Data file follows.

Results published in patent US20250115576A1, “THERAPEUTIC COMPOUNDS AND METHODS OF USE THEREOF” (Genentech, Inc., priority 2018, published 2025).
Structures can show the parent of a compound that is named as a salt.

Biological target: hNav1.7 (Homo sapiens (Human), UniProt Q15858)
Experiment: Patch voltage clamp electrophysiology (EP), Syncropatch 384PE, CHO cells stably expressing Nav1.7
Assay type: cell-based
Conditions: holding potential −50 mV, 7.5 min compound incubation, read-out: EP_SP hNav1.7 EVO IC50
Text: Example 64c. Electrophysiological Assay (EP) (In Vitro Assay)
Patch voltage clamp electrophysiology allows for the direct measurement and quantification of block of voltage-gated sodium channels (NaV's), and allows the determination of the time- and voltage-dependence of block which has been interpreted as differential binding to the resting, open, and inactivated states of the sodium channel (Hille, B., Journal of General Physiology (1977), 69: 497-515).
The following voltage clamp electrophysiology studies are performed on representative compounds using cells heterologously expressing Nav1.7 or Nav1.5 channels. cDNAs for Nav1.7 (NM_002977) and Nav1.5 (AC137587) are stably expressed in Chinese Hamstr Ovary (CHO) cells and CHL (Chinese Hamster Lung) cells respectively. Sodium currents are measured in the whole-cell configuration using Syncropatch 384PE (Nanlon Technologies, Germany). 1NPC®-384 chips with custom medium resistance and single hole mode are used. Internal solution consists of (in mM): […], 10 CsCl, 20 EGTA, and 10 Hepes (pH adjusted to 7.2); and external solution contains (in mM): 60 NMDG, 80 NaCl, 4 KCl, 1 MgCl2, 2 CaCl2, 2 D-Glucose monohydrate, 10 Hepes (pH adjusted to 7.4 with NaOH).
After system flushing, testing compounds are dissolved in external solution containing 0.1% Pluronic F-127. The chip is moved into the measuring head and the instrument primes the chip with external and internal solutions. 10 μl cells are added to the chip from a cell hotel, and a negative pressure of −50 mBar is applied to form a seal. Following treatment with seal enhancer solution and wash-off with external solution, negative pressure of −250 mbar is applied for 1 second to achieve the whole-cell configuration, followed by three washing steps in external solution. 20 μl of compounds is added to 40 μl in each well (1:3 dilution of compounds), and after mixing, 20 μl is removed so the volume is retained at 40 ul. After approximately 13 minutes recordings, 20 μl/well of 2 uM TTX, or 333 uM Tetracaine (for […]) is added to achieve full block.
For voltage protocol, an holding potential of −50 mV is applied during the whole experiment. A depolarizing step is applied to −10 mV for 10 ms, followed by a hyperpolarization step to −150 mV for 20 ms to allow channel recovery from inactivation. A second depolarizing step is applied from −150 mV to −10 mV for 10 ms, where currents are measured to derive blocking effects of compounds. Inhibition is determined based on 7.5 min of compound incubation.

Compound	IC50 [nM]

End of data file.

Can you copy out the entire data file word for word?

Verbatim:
Results published in patent US20250115576A1, “THERAPEUTIC COMPOUNDS AND METHODS OF USE THEREOF” (Genentech, Inc., priority 2018, published 2025).
Structures can show the parent of a compound that is named as a salt.

Biological target: hNav1.7 (Homo sapiens (Human), UniProt Q15858)
Experiment: Patch voltage clamp electrophysiology (EP), Syncropatch 384PE, CHO cells stably expressing Nav1.7
Assay type: cell-based
Conditions: holding potential −50 mV, 7.5 min compound incubation, read-out: EP_SP hNav1.7 EVO IC50
Text: Example 64c. Electrophysiological Assay (EP) (In Vitro Assay)
Patch voltage clamp electrophysiology allows for the direct measurement and quantification of block of voltage-gated sodium channels (NaV's), and allows the determination of the time- and voltage-dependence of block which has been interpreted as differential binding to the resting, open, and inactivated states of the sodium channel (Hille, B., Journal of General Physiology (1977), 69: 497-515).
The following voltage clamp electrophysiology studies are performed on representative compounds using cells heterologously expressing Nav1.7 or Nav1.5 channels. cDNAs for Nav1.7 (NM_002977) and Nav1.5 (AC137587) are stably expressed in Chinese Hamstr Ovary (CHO) cells and CHL (Chinese Hamster Lung) cells respectively. Sodium currents are measured in the whole-cell configuration using Syncropatch 384PE (Nanlon Technologies, Germany). 1NPC®-384 chips with custom medium resistance and single hole mode are used. Internal solution consists of (in mM): […], 10 CsCl, 20 EGTA, and 10 Hepes (pH adjusted to 7.2); and external solution contains (in mM): 60 NMDG, 80 NaCl, 4 KCl, 1 MgCl2, 2 CaCl2, 2 D-Glucose monohydrate, 10 Hepes (pH adjusted to 7.4 with NaOH).
After system flushing, testing compounds are dissolved in external solution containing 0.1% Pluronic F-127. The chip is moved into the measuring head and the instrument primes the chip with external and internal solutions. 10 μl cells are added to the chip from a cell hotel, and a negative pressure of −50 mBar is applied to form a seal. Following treatment with seal enhancer solution and wash-off with external solution, negative pressure of −250 mbar is applied for 1 second to achieve the whole-cell configuration, followed by three washing steps in external solution. 20 μl of compounds is added to 40 μl in each well (1:3 dilution of compounds), and after mixing, 20 μl is removed so the volume is retained at 40 ul. After approximately 13 minutes recordings, 20 μl/well of 2 uM TTX, or 333 uM Tetracaine (for […]) is added to achieve full block.
For voltage protocol, an holding potential of −50 mV is applied during the whole experiment. A depolarizing step is applied to −10 mV for 10 ms, followed by a hyperpolarization step to −150 mV for 20 ms to allow channel recovery from inactivation. A second depolarizing step is applied from −150 mV to −10 mV for 10 ms, where currents are measured to derive blocking effects of compounds. Inhibition is determined based on 7.5 min of compound incubation.

Compound	IC50 [nM]